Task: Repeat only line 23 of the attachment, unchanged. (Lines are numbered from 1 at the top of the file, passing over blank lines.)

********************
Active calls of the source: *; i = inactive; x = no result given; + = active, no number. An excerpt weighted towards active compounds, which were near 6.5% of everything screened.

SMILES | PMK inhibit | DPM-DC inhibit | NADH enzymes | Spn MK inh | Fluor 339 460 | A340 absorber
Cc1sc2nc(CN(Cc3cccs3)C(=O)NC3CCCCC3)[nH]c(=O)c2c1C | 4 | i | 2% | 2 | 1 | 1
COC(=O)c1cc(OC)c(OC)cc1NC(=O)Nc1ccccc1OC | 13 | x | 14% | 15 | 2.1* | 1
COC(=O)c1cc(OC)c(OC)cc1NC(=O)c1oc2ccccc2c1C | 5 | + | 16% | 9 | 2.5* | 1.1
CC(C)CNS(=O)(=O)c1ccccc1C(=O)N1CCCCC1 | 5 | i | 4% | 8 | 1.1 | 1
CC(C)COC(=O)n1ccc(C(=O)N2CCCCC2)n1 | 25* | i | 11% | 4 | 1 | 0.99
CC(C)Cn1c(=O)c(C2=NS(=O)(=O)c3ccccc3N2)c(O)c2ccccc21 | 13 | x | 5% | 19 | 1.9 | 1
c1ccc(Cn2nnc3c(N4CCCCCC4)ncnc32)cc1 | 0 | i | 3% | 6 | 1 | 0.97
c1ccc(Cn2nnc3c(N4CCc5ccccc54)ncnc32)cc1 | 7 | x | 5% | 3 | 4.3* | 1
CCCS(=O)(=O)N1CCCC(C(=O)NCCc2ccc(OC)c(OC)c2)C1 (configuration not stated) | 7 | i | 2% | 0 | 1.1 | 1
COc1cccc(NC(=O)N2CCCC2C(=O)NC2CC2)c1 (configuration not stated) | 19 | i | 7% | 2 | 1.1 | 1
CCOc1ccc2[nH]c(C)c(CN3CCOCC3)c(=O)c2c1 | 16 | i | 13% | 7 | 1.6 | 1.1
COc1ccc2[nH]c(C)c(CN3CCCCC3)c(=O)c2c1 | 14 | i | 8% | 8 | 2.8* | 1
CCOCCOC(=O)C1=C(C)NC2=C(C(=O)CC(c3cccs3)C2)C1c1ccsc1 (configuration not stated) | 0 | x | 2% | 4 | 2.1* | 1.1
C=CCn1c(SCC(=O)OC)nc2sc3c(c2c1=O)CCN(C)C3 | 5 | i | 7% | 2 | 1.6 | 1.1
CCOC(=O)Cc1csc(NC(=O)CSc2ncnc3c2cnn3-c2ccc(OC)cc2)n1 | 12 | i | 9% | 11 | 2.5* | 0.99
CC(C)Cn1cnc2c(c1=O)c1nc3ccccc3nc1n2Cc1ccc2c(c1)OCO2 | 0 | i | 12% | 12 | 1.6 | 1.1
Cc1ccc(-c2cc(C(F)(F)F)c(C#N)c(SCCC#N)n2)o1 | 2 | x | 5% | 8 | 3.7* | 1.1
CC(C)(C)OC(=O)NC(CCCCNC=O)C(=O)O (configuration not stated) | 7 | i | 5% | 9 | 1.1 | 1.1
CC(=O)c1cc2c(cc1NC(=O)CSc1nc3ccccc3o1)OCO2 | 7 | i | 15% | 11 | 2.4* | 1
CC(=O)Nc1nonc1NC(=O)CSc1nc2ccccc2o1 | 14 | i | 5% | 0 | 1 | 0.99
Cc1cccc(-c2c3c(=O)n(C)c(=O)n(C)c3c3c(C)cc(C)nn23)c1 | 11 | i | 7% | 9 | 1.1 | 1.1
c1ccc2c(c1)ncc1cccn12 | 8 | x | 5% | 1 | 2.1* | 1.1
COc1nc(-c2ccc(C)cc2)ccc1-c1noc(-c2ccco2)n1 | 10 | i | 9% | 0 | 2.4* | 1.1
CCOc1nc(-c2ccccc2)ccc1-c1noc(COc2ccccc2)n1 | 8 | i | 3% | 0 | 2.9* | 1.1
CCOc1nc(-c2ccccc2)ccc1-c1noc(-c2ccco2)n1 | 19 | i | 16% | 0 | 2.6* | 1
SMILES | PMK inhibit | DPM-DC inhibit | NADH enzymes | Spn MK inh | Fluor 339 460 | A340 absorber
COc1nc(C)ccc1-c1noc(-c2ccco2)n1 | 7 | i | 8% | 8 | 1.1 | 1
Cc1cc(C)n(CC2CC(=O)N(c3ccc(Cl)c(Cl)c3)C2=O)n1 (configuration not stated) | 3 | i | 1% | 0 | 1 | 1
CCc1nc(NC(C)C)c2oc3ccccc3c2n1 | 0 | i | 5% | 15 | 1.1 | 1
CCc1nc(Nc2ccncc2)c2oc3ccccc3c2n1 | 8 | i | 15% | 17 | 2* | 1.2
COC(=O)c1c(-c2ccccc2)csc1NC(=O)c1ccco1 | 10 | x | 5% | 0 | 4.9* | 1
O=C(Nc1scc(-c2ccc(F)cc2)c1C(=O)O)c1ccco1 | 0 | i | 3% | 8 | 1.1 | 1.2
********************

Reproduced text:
Cc1cccc(-c2c3c(=O)n(C)c(=O)n(C)c3c3c(C)cc(C)nn23)c1 | 11 | i | 7% | 9 | 1.1 | 1.1